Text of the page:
Tell me about Strudel?
Do you have a wiener dog yourself?
Alanna Ubach: I do. I have a dachshund. Her name is Lucy.
Is this how you imagine she would sound if she could talk?
Alanna Ubach: Oh, my gosh. I am going to answer, "Why not?" I plan to use that method next week. I never really thought about it, but I think its ironic that I have a dog that is the same character I play on Pound Puppies. That is hilarious.
Do you ever feel that, when you are interacting with your dog, that she is almost human?
Alanna Ubach: Oh, sure! I have three dogs. Stewart, who has three legs. He got into a car accident, and then we rescued him. We don't know what he is. He might be half Beagle, half retriever. Who knows? The second one is a Pomeranian, named Biggie Smalls. I have had him for about six years. And I just adopted Lucy. I do think they have personalities. They all three have very different personalities. Stewart is very young, and he gets very jealous when I hug the other dogs. Biggie Smalls on the other hand, he keeps his beer cold in the fridge. I will put it to you that way. He always looks like he is smiling. Which is funny to me. The third one, Lucy? She is tense. She is an old soul. She never gets lost. If she is in the neighborhood, she knows to come right back. She is almost like a cat.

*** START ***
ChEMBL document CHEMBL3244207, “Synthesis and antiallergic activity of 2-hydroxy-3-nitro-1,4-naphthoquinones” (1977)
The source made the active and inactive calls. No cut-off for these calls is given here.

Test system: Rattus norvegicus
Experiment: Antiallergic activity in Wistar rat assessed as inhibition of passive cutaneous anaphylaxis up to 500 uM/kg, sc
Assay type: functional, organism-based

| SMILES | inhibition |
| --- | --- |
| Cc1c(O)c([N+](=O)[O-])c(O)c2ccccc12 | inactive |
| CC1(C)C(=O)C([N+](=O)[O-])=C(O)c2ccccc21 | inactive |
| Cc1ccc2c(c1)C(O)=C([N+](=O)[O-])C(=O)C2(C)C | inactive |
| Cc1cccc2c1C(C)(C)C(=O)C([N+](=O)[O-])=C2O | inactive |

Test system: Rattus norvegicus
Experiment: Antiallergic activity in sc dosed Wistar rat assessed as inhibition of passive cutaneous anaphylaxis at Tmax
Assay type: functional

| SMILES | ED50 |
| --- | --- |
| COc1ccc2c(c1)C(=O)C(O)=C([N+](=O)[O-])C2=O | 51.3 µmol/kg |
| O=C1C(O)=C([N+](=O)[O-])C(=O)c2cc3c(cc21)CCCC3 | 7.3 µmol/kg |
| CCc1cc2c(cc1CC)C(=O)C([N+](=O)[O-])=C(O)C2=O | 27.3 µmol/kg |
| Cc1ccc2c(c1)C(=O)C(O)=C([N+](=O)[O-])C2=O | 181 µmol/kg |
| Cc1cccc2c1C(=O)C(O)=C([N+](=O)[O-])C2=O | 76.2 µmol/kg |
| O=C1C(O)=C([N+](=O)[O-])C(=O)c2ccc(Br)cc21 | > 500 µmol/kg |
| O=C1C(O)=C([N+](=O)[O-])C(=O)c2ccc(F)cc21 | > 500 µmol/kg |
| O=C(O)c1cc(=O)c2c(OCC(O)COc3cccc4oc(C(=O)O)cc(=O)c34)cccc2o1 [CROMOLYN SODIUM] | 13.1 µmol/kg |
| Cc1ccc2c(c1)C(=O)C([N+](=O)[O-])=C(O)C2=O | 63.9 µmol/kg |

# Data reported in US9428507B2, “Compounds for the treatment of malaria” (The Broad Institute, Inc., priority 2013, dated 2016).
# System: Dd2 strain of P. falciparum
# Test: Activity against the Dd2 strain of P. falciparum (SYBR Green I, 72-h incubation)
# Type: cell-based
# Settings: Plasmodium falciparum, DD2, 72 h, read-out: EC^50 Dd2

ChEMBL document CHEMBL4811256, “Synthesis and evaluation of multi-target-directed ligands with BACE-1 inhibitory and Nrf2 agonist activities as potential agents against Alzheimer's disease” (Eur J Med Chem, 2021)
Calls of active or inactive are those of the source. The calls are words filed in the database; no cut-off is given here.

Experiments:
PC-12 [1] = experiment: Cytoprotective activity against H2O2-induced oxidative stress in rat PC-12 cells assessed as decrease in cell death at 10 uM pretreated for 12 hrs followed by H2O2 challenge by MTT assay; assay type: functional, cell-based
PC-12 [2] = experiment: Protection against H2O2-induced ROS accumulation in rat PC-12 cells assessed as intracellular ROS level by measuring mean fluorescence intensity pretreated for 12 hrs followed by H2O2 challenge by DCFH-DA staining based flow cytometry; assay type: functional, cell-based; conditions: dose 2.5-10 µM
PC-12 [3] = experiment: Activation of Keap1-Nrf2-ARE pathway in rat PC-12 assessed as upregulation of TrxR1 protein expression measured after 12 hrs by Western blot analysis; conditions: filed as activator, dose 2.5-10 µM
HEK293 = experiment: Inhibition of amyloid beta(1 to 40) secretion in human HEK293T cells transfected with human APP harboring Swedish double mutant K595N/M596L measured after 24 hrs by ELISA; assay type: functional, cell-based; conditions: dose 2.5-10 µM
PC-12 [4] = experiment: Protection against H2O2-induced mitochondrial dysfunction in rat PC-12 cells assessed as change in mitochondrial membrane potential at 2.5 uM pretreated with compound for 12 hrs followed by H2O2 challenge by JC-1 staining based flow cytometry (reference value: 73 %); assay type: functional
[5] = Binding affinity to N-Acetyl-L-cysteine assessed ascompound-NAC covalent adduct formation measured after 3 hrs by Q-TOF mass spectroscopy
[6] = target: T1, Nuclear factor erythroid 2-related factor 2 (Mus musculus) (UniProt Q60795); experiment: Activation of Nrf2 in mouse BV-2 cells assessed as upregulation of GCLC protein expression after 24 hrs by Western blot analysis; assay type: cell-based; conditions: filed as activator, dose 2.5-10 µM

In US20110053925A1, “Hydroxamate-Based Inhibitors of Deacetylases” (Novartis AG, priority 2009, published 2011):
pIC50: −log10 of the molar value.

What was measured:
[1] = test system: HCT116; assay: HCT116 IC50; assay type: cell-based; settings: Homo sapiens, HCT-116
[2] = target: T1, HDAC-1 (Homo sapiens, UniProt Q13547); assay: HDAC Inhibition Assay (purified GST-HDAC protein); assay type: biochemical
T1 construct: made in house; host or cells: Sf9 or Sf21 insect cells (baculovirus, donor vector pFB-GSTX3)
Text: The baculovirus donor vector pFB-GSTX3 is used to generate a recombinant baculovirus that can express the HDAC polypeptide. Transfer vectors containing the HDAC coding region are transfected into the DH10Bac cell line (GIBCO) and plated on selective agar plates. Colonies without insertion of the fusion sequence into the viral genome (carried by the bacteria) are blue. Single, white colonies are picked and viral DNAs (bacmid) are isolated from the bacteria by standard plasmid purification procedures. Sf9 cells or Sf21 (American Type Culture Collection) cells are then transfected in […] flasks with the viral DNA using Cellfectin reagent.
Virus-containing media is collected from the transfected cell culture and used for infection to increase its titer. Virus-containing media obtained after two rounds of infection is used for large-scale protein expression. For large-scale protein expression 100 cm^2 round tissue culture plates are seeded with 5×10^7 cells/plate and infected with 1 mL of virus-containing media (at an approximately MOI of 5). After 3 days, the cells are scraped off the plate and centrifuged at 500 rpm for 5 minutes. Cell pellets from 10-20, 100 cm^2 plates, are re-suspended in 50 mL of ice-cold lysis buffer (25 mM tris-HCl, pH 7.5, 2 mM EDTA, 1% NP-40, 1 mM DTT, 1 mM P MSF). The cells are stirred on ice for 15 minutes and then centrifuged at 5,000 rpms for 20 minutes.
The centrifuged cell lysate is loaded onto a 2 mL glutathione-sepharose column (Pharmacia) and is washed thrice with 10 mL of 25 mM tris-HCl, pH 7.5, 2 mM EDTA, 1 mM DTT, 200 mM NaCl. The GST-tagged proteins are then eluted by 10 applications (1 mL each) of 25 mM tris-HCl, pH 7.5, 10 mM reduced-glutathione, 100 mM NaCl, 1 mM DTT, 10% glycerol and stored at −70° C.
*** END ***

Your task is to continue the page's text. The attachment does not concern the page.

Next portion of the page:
Was it your love for dogs that pulled you into this series?